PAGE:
‘Blood-Soaked GDP’ Is China’s Catchy New Protest Cry

In China, it has been the summer of the “Blood-Soaked GDP.”

The phrase has become a sort of protest  of what they consider the economic-growth-at-any-cost-mentality that has propelled Chinese infrastructure growth for the past two decades. It is a dig at Chinese officials who would do anything they can — including cutting corners — to increase the country’s gross domestic product at the expense of human lives.

 Even the state run People’s Daily has used the phrase . After a signaling failure was blamed for the deadly Wenzhou high-speed rail crash in July that killed 40 passengers and injured almost 200, the  People’s Daily, normally known to be the mouthpiece of the Chinese government wrote a scathing front-page editorial that exclaimed, ” We don’t want a blood-soaked GDP.”

The phrase “blood-soaked GDP” was then reintroduced into the Chinese lexicon and nowhere more prominently than on China’s version of Twitter – Sina Weibo.

“Blood-soaked GDP! Countless workers have suffered!” lamented a Chinese netizen who calls herself ‘Pig Who Falls in Love with the Big Bad Wolf.’

“We don’t want a Bloody GDP!” wrote fellow netizen ‘Li’l Sister Lin Loves the Weekend.’ “We want a beautiful home.”

The phrase “Bloody GDP” or “Blood-soaked GDP” (???GDP) has come to encapsulate a sense of growing frustration amongst the Chinese public.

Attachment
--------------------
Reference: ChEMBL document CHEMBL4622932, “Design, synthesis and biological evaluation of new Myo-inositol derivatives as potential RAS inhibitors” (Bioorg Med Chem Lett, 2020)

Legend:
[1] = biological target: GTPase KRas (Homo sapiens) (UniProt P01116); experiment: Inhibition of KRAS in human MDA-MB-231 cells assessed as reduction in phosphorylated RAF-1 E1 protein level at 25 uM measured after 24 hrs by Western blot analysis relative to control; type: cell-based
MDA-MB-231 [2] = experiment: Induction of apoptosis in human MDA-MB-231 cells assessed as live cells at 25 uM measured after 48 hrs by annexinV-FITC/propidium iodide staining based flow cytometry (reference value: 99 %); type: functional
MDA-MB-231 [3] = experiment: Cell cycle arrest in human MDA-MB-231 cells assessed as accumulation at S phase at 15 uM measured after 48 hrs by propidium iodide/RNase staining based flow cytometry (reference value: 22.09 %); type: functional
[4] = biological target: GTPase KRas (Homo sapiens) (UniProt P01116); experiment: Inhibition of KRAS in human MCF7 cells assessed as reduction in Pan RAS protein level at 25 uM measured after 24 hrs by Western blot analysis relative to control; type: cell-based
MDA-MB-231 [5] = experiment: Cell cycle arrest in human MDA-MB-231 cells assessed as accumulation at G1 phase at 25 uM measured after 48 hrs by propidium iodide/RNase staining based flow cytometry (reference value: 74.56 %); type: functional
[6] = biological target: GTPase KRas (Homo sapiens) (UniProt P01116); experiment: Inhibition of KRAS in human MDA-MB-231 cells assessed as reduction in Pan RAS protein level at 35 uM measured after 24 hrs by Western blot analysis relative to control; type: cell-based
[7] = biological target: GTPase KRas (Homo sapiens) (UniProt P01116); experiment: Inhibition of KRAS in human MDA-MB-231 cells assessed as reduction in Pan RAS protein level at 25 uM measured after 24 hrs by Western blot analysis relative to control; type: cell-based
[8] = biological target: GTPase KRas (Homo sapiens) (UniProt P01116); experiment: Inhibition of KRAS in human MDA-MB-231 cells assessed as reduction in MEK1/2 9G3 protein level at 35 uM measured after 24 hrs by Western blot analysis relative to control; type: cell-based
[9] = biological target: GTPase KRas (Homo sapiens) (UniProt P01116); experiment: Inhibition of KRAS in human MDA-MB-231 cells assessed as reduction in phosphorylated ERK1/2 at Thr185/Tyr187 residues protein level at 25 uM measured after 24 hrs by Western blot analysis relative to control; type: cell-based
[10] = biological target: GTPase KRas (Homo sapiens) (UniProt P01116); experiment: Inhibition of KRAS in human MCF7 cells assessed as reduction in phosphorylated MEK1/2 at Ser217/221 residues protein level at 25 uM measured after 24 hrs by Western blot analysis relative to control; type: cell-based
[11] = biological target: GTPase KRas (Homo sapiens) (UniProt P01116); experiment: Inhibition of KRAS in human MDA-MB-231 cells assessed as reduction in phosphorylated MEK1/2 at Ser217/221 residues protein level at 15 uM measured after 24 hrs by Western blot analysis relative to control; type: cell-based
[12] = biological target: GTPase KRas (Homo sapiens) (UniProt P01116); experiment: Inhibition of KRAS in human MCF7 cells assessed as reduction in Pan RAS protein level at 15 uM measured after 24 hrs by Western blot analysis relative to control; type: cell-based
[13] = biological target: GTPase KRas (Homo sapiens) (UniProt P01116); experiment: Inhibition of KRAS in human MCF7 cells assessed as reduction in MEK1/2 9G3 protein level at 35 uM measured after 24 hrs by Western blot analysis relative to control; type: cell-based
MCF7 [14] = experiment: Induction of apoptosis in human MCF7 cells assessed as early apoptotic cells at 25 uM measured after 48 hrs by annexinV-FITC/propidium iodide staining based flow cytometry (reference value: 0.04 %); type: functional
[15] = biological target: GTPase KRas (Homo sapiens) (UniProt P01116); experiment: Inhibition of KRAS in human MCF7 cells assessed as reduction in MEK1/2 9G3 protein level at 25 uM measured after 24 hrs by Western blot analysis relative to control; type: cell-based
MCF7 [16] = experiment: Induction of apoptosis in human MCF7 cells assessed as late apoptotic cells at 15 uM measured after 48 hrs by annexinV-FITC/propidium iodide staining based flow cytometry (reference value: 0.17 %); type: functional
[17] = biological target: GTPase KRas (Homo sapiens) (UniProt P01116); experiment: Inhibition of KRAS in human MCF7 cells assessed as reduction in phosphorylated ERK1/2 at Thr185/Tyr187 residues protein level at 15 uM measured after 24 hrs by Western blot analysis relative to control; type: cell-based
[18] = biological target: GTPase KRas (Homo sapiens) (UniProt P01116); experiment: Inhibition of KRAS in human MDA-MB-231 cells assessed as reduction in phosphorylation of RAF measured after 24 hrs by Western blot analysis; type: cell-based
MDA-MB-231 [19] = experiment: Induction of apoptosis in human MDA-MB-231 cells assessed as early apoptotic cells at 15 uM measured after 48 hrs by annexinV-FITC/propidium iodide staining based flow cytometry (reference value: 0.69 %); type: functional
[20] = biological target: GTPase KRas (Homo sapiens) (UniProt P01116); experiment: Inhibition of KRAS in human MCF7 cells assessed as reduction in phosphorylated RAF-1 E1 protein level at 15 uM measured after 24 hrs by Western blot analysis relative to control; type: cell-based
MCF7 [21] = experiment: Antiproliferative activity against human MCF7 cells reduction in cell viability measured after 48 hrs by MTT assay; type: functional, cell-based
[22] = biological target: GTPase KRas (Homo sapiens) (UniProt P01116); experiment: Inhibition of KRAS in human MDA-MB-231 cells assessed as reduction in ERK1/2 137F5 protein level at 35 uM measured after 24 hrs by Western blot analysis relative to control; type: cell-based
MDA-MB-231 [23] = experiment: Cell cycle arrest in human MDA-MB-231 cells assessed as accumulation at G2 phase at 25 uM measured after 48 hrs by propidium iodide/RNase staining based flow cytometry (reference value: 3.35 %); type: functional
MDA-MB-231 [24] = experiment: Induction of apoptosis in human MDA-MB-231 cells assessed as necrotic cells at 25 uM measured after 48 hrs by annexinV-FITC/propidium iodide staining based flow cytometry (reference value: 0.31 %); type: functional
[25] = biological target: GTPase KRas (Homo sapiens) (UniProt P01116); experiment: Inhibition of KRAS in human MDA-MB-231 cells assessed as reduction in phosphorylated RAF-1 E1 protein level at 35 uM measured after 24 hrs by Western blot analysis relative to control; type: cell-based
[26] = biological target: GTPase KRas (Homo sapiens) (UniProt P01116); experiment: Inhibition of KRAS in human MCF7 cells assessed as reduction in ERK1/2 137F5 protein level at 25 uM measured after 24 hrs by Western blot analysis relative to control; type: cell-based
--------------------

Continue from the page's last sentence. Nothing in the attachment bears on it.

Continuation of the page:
The phrase was initially used for years to describe the alarmingly frequent coal mining accidents that occur in China.

“Bloody GDP” has increasingly become a rally cry on the Chinese Internet, an expression of extreme exasperation used with the frequency of “W.T.F.” and “OMG” on Twitter in the U.S. but with socio-political implications.

 The phrase was used to galvanize a huge mid-August protest against a chemical plant over pollution fears in the northeastern Chinese city of Dalian. More 12, 000 people showed up chanting slogans and officials had no choice but to close the plant.

As recently as last week, “blood-soaked GDP” was brought up again after two subway trains crashed on one of Shanghai’s newest subway lines injuring hundreds.

Today, however, the phrase came full circle. A coal mine explosion in the southwestern Chinese province of Guizhou killed 13 miners. Responding to the news, Weibo-user “Freedom Guard” simply wrote, “Aren’t we all tired of saying this? But ‘Bloody GDP.’”